Bipolar Disorder leads to extreme high and low moods. A manic state occurs when someone with bipolar disorder is feeling extremely happy or excited, potentially leading to impulsivity, poor concentration, and rapid speech. The other "pole" is the depressive state—where the person feels depressed and experiences the symptoms of depression. People with Bipolar Disorder spend more time in the depressive state than the manic state.

Left untreated, mental illnesses can become more severe over time. In order to cope, some people may abuse substances.

Gaining a basic understanding of these common mental illnesses will help you provide the support your team needs.  

The importance of mental health

When we don't take care of our mental health, our health as a whole plummets.

People with mental health issues report more muscle tension, migraines, chronic pain, heart issues, and more. Poor mental health worsens physical health, and vice versa.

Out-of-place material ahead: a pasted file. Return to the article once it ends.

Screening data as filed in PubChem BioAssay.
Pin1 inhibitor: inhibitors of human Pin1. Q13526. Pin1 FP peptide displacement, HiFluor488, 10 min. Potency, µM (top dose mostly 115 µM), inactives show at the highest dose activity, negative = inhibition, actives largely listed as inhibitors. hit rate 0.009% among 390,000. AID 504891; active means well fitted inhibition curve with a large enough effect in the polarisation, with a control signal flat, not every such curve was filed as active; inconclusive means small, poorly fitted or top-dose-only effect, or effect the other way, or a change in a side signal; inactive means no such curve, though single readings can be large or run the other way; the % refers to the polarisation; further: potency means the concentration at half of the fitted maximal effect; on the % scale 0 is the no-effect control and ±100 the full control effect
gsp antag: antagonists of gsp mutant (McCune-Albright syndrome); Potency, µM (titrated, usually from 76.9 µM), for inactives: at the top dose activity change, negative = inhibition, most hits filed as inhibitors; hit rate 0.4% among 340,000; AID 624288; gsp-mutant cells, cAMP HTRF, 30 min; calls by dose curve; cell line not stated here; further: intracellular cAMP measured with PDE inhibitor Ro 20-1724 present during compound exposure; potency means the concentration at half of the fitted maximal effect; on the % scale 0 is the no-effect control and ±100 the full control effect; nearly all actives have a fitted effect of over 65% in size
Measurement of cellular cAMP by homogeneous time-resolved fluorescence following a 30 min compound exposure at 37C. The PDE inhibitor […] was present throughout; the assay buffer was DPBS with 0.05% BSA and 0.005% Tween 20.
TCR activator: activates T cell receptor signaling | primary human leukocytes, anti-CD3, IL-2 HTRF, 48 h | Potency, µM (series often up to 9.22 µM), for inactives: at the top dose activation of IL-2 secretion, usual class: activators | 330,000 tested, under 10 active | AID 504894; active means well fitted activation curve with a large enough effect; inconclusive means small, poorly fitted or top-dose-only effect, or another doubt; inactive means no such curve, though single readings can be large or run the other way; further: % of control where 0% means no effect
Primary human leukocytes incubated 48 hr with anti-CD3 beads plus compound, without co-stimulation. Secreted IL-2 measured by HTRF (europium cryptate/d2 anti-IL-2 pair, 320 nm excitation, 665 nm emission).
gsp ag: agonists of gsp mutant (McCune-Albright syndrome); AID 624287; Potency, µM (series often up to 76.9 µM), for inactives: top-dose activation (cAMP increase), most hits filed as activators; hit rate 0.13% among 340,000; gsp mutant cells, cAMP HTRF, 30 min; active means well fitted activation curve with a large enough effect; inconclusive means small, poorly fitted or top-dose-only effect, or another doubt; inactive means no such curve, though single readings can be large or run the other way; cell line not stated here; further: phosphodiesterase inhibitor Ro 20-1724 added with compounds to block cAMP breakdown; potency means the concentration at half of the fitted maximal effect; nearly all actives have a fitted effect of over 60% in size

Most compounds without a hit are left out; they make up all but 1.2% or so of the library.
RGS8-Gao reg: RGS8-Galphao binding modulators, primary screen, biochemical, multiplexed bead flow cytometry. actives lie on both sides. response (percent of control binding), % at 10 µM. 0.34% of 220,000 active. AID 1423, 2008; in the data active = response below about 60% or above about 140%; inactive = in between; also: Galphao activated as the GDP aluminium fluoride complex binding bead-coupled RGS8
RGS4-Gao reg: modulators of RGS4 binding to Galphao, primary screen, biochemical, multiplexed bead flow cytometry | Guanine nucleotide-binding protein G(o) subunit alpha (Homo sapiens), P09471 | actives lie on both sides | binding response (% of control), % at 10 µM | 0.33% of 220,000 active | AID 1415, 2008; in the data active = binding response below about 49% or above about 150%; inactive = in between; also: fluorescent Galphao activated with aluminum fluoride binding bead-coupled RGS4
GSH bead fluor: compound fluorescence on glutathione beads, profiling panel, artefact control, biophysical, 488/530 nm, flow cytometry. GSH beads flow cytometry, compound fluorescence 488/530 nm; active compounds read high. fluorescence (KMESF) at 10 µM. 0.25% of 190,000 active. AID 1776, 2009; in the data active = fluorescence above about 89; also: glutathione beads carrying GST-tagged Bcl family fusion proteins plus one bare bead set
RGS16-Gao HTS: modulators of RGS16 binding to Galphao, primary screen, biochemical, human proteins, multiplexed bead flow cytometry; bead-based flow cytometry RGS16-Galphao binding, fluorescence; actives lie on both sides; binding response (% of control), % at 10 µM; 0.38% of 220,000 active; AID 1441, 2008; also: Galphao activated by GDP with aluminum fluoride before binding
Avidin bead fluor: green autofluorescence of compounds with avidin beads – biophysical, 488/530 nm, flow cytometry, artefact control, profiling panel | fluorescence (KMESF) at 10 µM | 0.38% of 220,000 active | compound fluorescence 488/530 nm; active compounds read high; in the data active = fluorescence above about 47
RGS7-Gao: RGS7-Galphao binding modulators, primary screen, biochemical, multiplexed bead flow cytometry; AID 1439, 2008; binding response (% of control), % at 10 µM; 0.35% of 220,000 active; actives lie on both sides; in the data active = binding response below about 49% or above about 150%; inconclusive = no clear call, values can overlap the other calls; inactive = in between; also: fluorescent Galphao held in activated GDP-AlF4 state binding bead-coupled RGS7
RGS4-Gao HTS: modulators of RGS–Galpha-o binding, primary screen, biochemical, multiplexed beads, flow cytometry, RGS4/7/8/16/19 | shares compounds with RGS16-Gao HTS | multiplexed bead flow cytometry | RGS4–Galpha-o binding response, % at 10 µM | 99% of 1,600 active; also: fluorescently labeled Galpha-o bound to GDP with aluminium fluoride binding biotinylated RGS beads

As a result, employees that struggle with mental health experience high amounts of presenteeism and burnout. It can be very difficult to show up to work—let alone be productive—when mental health is poor. And when mental health is left unaddressed, it's a downward spiral. The effects of mental health in the workplace cannot be ignored.

Mental health vs mental illness is an important distinction—just because someone is struggling with their mental health doesn't mean they need a diagnosis. But a diagnosis may help an employee get the help they need to cope with their struggles.

But don't dismay! There are things your company can do to help.

Mental health support is a must in the modern workplace

There are some mental health resources every business should provide. These tools are proven to help the employees manage their mental health and take care of themselves.

  1. Employee counseling
  3. Mediation
  5. Yoga
  7. Financial coaching
  9. Fitness classes
  11. An open dialogue about mental health